Former Reuters employee pleads not guilty to Anonymous charges

Matthew Keys was fired this week from Reuters for reasons reportedly unrelated to his federal charges

Topics: Anonymous, Reuters, Hacking, Tribune company, matthew keys, ,

Former Reuters employee pleads not guilty to Anonymous charges Matthew Keys (Credit: Reuters)

Matthew Keys — the social media editor fired from his position at Reuters Monday for reasons he believes could be political — pleaded not guilty Tuesday to federal charges that he conspired with members of Anonymous to attack websites of  the Tribune Co., his former employer.

According to the government’s indictment, Keys provided Anonymous hackers with information including usernames and passwords to access Tribune Co. sites in late 2010, after he was fired from his job at a Tribune-owned station in Sacramento, Calif. Keys has rejected a plea bargain and, if found guilty, could face up to 25 years in prison and a fine of up to $750,000. His attorneys argue that although Keys had communicated with Anons via online chat rooms, it was someone posing as the journalist who provided the Tribune Co. access to information.

“There’s an incongruity to all of this that we’re hoping to get to the bottom of in the next couple months,” Keys’ attorney Jay Leiderman told HuffPo.

Keys garnered media attention again last week for reasons other than his indictment, for what was widely regarded as irresponsible coverage and information spreading on Twitter around the Boston Marathon bombings. Keys, who had been suspended with pay by Reuters following the announcement of charges against him, was fired this week with no mention of his indictment. According to a blog post written by Keys, Reuters cited his Twitter use as the primary grounds for his firing. The journalist questioned whether the news agency had other motivations:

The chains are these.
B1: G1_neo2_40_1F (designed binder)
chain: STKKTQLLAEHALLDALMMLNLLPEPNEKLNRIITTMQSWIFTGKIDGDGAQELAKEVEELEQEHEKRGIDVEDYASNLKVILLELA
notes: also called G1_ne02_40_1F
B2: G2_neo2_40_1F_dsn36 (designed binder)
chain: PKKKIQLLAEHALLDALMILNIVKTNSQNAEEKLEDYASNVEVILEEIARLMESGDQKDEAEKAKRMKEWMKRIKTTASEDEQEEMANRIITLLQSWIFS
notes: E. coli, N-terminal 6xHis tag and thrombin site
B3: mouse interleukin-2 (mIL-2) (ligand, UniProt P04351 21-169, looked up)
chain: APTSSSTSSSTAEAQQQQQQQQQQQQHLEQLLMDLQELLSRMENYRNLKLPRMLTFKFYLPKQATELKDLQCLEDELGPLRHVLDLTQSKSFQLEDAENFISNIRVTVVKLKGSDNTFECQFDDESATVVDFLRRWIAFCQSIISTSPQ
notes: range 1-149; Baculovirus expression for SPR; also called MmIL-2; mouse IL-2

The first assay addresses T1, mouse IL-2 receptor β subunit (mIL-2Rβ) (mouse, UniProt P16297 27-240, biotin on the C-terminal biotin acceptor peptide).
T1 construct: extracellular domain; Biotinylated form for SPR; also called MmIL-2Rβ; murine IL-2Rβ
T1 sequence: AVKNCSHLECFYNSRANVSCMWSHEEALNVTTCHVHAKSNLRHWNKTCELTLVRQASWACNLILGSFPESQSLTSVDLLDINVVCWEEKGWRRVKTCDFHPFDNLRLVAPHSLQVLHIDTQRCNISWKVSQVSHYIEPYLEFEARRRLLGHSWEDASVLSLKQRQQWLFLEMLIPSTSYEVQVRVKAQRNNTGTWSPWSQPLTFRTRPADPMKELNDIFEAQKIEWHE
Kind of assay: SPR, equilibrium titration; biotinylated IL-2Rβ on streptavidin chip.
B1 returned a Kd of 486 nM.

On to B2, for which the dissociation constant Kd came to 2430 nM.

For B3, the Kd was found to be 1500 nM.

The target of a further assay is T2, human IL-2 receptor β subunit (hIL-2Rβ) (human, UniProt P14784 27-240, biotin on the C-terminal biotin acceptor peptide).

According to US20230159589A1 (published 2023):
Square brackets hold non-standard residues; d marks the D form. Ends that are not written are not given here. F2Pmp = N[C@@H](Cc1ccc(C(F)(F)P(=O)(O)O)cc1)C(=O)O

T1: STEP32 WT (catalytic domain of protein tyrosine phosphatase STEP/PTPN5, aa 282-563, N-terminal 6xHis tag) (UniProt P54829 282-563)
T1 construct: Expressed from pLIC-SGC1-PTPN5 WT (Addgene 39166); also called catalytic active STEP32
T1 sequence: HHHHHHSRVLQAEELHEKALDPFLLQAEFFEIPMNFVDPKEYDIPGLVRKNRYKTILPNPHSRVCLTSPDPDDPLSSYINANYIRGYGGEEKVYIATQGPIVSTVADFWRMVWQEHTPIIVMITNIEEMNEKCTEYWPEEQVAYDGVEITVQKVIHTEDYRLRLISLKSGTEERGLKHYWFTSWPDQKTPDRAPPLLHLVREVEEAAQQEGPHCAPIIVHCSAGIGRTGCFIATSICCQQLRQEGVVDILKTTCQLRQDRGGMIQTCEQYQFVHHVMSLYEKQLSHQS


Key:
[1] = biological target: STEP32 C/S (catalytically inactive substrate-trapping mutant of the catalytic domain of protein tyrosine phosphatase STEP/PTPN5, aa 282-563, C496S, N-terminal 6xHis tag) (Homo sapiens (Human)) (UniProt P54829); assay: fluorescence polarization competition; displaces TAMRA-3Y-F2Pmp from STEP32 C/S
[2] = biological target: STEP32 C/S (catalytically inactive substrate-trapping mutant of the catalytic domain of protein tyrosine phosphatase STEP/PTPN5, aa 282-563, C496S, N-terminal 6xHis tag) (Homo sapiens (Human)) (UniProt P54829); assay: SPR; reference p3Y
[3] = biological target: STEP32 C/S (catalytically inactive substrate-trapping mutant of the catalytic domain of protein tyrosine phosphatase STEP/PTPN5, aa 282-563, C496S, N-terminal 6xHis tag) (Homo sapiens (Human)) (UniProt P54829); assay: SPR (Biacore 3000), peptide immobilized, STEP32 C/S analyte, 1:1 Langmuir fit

I am represented by a union. The union tells me they will be filing a grievance. I don’t have plans to provide play-by-play of that process, but it will take a long time.

After I got off the phone with the company this morning, I tweeted the news that I had been fired. I figured it would be better if the news came from me instead of, say, a Huffington Post reporter.

Immediately, social journalists and news organizations drew a parallel between my firing and a criminal indictment that came down last month. While my suspension was related to the indictment, it’s unclear if my firing had anything to do with it. The company mentioned the suspension several times, but they did not mention the case nor did they mention the indictment.

Still, one has to wonder if they are connected. A company doesn’t typically clear off your desk (as was reported by Reuters) if they have plans to let you return to work. The Tribune Company, at the heart of the indictment that came down last month, is one of Reuters’ largest media clients. The suspension has been political from the start.

Natasha Lennard

Natasha Lennard is an assistant news editor at Salon, covering non-electoral politics, general news and rabble-rousing. Follow her on Twitter @natashalennard, email nlennard@salon.com.

More Related Stories

Featured Slide Shows

  • Share on Twitter
  • Share on Facebook
  • 1 of 17
  • Close
  • Fullscreen
  • Thumbnails
    John Stanmeyer

    Overdevelopment, Overpopulation, Overshoot

    Container City: Shipping containers, indispensable tool of the globalized consumer economy, reflect the skyline in Singapore, one of the world’s busiest ports.